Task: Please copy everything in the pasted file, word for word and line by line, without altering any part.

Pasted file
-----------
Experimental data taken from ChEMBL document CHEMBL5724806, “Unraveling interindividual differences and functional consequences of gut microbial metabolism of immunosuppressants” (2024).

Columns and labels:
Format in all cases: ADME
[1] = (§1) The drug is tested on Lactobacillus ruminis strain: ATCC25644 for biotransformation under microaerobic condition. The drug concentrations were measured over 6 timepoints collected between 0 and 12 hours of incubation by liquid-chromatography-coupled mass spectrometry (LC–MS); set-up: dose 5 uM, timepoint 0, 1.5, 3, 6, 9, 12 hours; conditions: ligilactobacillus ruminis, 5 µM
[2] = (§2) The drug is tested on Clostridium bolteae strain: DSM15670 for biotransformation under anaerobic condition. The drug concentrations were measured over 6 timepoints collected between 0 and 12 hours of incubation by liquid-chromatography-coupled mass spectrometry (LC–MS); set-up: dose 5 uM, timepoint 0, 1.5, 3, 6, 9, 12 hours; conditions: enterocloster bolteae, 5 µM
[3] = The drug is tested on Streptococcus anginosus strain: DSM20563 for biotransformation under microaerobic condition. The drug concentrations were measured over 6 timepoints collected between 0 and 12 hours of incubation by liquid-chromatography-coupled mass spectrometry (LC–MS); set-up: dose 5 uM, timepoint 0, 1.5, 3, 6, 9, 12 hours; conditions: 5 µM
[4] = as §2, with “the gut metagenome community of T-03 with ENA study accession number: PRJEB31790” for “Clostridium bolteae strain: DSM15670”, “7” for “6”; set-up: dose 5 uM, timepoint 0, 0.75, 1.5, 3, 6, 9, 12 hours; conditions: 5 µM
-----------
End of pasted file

Experimental data taken from ChEMBL document CHEMBL5724806, “Unraveling interindividual differences and functional consequences of gut microbial metabolism of immunosuppressants” (2024).

Columns and labels:
Format in all cases: ADME
[1] = (§1) The drug is tested on Lactobacillus ruminis strain: ATCC25644 for biotransformation under microaerobic condition. The drug concentrations were measured over 6 timepoints collected between 0 and 12 hours of incubation by liquid-chromatography-coupled mass spectrometry (LC–MS); set-up: dose 5 uM, timepoint 0, 1.5, 3, 6, 9, 12 hours; conditions: ligilactobacillus ruminis, 5 µM
[2] = (§2) The drug is tested on Clostridium bolteae strain: DSM15670 for biotransformation under anaerobic condition. The drug concentrations were measured over 6 timepoints collected between 0 and 12 hours of incubation by liquid-chromatography-coupled mass spectrometry (LC–MS); set-up: dose 5 uM, timepoint 0, 1.5, 3, 6, 9, 12 hours; conditions: enterocloster bolteae, 5 µM
[3] = The drug is tested on Streptococcus anginosus strain: DSM20563 for biotransformation under microaerobic condition. The drug concentrations were measured over 6 timepoints collected between 0 and 12 hours of incubation by liquid-chromatography-coupled mass spectrometry (LC–MS); set-up: dose 5 uM, timepoint 0, 1.5, 3, 6, 9, 12 hours; conditions: 5 µM
[4] = as §2, with “the gut metagenome community of T-03 with ENA study accession number: PRJEB31790” for “Clostridium bolteae strain: DSM15670”, “7” for “6”; set-up: dose 5 uM, timepoint 0, 0.75, 1.5, 3, 6, 9, 12 hours; conditions: 5 µM